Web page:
This violence eventually led to the current President, Uhuru Kenyatta, and his Deputy, William Ruto, (the two being in opposite political camps at the time) being brought, with others, to the International Criminal Court on charges of crimes against humanity. The cases against them were eventually dropped due to lack of evidence.

Mr. Odinga, who believes he was the actual winner of the 2007 elections, was appointed Prime Minister in April 2008 in a power-sharing deal with Mwai Kibaki.

Turmoil in Kenyan politics 2007-2008 came close to civil war after the 2007 elections in Kenya

Turmoil in Kenyan politics 2007-2008 came close to civil war after the 2007 elections in Kenya By DEMOSH

The New Kenyan NASA Alliance

Another NASA leader, Mr. Musalia Mudavadi, 56, is the leader of the Amani National Congress. He once served as Kenya’s Vice-President of Kenya for a brief two months around the time of the 2002 General Elections. He was also a presidential candidate in 2013 and he came third.

Mr. Moses Wetangula was born in September 1956, and is currently the Minority Leader in the Senate. He is also the leader of the Ford Kenya party and one of the principals, alongside Mr. Odinga and Mr. Musyoka, of the CORD coalition (Coalition for Reforms and Democracy) that took part in the 2013 elections.

There are also a few other people who have declared their interest in the presidency, such as Nairobi lawyer and former Public Prosecutor Mr. Philip Murgor of the United Democratic Movement and Dr. Ekuru Aukot, former member of the Committee of Experts on Constitution Review that worked on Kenya’s 2010 Constitution.

Kenyas opposition NASA alliance leaders hoping to end Kenyatta presidency

Kenyas opposition NASA alliance leaders hoping to end Kenyatta presidency By Jpmudavadi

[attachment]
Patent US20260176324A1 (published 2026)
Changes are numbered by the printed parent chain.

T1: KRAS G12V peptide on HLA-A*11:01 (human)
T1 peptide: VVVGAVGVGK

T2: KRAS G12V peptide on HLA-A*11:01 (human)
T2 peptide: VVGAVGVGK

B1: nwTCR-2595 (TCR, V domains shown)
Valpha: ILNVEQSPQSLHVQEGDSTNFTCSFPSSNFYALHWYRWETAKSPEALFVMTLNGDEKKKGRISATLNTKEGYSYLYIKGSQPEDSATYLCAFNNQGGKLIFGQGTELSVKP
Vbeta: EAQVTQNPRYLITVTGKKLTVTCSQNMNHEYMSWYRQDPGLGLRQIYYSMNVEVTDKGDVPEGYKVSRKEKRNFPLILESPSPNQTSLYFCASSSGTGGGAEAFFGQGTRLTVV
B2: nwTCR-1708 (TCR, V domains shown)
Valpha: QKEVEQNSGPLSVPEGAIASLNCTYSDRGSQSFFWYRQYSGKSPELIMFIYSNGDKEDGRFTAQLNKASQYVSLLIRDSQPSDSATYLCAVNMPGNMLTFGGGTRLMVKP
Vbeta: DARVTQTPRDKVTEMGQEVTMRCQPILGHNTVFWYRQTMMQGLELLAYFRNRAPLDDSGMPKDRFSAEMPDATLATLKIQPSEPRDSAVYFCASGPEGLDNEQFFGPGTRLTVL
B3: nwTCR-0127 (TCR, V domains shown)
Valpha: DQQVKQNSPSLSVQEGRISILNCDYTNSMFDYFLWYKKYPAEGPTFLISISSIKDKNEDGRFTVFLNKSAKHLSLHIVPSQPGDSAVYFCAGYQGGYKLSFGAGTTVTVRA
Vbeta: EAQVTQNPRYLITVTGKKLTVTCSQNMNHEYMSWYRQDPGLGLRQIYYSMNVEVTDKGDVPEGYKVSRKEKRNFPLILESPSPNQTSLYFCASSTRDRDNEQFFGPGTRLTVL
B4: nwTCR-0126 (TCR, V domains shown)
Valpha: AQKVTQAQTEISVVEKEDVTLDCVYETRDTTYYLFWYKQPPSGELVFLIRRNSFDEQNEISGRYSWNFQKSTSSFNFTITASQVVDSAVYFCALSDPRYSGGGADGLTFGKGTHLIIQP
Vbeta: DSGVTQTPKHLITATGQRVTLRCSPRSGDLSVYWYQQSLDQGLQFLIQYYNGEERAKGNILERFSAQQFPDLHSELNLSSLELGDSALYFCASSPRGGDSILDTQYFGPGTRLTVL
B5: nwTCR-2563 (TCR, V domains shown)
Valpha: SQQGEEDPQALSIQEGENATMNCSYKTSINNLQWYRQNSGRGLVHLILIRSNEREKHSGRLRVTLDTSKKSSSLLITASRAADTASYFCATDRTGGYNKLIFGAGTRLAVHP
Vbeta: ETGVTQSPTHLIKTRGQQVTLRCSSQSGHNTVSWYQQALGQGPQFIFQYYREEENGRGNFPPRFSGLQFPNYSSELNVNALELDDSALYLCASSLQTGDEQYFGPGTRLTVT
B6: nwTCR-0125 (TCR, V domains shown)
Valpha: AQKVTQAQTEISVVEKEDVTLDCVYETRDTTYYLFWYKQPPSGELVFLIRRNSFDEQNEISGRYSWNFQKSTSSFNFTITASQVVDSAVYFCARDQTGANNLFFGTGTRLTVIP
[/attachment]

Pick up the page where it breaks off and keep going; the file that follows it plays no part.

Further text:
Kenyan Politics – Tribalism vs Ideology

Kenyan politics, to a significant extent, is based on tribal affiliations. Presidential candidates usually get major support from the areas largely inhabited by their ethnic communities. It is likely that tribal arithmetic will play a significant part in the 2107 elections, but there are also emerging voices of opposition to this approach. A number of people in their forties and younger, are declaring that supporting a candidate based on tribe does not benefit them, and they would rather vote in competent leaders from whichever tribes.

For example, there has been a strike by doctors serving in public hospitals, which resulted in their union leaders being jailed for a few days (for failing to call off the strike). The fact that the doctors come from various ethnic backgrounds and have stood together for their cause may be seen by some as an indication that the tribal mindset may be weakening among the younger generation.

As the elections near, it is expected that the opposition will continue to point out the various failings of the government as a reason to vote out the ruling party, while the ruling party will cite their own various achievements as a reason to vote them back in.

Only after NASA declares its official presidential candidate, and after the whole field of candidates is known, and as the elections near, will it be possible to make educated guesses on what the main issues will be and what the likely election outcomes are.

Raila Odinga supporters

Raila Odinga supporters By DEMOSH